A guide for the sanation and remediation of existing non-sanitary landfills for municipal waste was presented at a workshop organized by the PLAC III project on 28 May 2021. The workshop was attended by the representatives of the Ministry of Environmental Protection and stakeholders.
Serbia has largely transposed the Directive on the landfill of waste (1999/31/EC) through amendments to the Law on Waste Management, as well as through the Regulation on Waste Landfilling, and the full transposition into national legislation is expected by the end of the year. The provisions of the Waste Framework Directive 2008/98/EC have been transposed into domestic law, but most landfills do not yet meet the requirements prescribed by law. Also, Serbia has yet to transpose the new Directive 2018/850, which amends the Directive on he landfill of waste.
PLAC III has provided support to the Ministry of Agriculture, Water Management and Forestry in the transposition of the relevant Union acquis and the drafting of a bylaw – the Proposal of the Rulebook on landfills and landfill closure. Project expert Vladimir Filipović shared the experiences of an EU member state (Malta) in closing a large landfill by a procedure after which it is estimated that it would take as much as 30 years to renovate the site. The procedure includes environmental risk assessment, selection of remediation technology (natural stabilisation, engineering coating, emission control …), as well as remediation strategies. The biggest risk was the impact on the air, so the installation and maintenance of the gas emission control system was put in the first place. Gas collection in the landfill itself has been done by steel systems in which a mesh structure is installed. Throughout the remediation process, it is important to perform a quantitative risk assessment, Filipović stressed.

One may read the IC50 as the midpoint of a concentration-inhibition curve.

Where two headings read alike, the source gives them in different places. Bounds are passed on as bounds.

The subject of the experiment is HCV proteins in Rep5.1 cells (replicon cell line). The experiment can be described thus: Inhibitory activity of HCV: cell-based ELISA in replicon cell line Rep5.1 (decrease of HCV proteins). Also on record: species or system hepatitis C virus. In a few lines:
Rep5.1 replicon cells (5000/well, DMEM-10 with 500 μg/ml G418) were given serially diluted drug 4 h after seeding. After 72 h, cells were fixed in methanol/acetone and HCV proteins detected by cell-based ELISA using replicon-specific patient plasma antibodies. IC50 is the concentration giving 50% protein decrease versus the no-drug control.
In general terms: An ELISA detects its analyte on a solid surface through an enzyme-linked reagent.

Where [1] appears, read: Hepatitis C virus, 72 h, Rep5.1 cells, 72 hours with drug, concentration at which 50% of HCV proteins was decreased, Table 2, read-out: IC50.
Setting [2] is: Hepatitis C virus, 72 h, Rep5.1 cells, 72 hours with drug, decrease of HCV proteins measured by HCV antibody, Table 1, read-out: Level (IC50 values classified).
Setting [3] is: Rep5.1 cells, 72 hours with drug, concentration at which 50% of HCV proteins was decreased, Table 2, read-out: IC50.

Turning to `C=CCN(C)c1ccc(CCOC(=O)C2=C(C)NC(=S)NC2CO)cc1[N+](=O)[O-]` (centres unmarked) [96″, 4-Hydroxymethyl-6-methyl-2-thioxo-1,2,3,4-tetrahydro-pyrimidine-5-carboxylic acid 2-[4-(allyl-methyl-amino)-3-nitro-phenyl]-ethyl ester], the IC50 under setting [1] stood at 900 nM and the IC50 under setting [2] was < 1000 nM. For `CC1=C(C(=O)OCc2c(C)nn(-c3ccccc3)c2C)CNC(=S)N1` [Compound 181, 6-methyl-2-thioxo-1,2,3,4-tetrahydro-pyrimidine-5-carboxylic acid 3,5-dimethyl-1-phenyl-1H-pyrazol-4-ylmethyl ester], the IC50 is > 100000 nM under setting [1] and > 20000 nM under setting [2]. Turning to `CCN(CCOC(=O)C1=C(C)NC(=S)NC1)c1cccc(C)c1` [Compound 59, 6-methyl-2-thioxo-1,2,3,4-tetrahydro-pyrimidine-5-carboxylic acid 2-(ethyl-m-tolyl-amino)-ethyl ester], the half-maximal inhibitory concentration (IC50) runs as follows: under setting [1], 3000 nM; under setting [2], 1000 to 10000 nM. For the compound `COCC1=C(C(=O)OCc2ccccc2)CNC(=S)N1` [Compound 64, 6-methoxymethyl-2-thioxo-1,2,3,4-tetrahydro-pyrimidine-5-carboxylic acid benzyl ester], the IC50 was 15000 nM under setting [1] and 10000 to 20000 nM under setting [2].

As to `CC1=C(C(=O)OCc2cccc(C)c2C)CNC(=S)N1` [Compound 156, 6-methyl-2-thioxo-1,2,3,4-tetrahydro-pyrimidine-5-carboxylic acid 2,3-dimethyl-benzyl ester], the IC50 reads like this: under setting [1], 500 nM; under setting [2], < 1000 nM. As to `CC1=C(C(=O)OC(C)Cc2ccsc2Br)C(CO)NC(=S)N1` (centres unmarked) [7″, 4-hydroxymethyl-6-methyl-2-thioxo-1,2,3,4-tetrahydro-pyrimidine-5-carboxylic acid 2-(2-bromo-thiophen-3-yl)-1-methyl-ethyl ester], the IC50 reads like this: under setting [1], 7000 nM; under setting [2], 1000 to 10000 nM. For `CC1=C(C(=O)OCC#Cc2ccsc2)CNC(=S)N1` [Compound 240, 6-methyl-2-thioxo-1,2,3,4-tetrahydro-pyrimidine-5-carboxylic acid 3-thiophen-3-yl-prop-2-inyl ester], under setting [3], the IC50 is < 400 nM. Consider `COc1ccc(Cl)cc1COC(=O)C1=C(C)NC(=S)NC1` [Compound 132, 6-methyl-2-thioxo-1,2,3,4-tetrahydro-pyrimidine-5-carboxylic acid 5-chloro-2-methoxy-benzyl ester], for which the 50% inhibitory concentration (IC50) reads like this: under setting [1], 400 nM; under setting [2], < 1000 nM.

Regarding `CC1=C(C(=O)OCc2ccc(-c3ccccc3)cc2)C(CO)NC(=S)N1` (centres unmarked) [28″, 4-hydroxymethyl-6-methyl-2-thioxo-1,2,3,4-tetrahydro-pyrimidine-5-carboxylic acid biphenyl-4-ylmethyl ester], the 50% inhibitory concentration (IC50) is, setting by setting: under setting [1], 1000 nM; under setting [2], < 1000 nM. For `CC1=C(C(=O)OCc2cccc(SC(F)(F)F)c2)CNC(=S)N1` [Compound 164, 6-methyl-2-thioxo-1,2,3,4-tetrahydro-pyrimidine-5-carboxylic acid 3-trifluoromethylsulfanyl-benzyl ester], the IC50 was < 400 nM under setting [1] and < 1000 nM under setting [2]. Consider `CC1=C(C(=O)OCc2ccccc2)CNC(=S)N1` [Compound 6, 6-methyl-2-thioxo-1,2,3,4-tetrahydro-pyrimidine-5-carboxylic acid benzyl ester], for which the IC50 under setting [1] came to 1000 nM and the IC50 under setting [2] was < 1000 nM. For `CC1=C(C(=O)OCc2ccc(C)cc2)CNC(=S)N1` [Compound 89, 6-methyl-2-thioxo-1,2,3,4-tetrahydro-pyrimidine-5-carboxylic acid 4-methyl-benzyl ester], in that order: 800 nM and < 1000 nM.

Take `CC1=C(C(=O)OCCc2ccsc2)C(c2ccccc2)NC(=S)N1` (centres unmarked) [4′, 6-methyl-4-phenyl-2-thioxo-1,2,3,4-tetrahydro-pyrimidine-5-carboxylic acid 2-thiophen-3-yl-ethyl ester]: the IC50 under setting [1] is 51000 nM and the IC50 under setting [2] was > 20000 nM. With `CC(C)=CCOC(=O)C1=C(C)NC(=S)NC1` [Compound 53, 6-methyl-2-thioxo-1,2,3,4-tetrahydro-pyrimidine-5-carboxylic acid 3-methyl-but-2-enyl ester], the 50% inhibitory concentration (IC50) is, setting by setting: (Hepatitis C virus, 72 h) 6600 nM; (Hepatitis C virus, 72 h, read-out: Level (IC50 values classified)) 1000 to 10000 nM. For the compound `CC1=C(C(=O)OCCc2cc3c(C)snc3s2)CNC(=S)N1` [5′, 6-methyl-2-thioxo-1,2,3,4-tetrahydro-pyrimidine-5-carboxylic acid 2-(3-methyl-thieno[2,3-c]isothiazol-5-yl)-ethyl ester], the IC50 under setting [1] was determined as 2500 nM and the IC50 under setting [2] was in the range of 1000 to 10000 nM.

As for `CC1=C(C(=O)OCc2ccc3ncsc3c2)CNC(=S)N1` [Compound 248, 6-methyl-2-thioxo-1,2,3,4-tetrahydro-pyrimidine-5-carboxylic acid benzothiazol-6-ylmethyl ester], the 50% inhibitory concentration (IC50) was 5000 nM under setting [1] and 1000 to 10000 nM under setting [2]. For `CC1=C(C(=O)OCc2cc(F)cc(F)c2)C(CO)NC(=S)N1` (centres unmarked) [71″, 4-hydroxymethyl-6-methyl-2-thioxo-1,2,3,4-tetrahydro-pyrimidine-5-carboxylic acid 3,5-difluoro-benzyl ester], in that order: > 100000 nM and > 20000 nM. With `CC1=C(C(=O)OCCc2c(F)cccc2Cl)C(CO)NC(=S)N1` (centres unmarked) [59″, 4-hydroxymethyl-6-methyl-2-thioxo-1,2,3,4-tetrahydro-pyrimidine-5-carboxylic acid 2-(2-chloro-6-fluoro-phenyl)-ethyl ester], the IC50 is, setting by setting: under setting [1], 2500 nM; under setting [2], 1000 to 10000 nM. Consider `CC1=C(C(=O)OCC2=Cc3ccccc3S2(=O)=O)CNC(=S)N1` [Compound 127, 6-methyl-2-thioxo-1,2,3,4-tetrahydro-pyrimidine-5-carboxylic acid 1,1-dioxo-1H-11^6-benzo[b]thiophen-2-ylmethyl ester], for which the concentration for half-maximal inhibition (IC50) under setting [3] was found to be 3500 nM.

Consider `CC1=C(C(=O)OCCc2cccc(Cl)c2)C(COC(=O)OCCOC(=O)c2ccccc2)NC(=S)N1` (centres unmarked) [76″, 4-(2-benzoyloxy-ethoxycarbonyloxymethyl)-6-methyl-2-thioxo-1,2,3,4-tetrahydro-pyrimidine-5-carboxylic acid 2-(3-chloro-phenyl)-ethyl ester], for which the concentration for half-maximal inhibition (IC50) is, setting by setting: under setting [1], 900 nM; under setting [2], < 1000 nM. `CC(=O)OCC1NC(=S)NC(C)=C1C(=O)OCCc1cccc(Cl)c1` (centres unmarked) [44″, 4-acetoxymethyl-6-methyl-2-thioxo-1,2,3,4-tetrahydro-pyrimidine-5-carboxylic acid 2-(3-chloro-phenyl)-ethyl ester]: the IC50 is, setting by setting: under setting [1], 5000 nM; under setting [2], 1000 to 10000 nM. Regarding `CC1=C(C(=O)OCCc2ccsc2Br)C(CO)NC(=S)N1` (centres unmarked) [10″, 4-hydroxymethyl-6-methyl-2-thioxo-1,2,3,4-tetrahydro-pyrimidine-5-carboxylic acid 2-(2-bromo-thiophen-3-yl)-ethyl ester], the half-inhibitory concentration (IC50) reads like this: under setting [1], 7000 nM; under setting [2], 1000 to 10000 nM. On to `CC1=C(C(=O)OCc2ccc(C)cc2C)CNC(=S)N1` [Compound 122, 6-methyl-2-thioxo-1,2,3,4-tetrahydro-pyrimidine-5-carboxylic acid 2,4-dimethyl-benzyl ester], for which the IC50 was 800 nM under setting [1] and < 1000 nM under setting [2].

Filipović said that the same methodology was included in the part of the Serbian Rulebook for the development of projects for the rehabilitation and remediation of existing non-sanitary landfills for municipal waste, because it contains the necessary technical principles.
According to the Environmental Protection Agency (SEPA), which collects data on unsanitary and other landfills, there are 11 sanitary landfills, 180 unsanitary landfills in Serbia that do not meet the criteria to be called landfills and more than 3,000 illegal landfills, SEPA representative Ljiljana Đorđević conveyed to the workshop. She stated that as of 2018, local self-governments are legally bond to respect the Rulebook on the manner of keeping records, expressing hope that the submission of data will be standardised after that. In the year of 2019, 137 local self-government units reported landfills existing in their territories, but most of them do not have any projects for their rehabilitation, Đorđević said.
The workshop was attended by representatives of the Ministry of Environmental Protection, SEPA, the Institute of Water Management “Jaroslav Černi” and the local government of the City of Valjevo.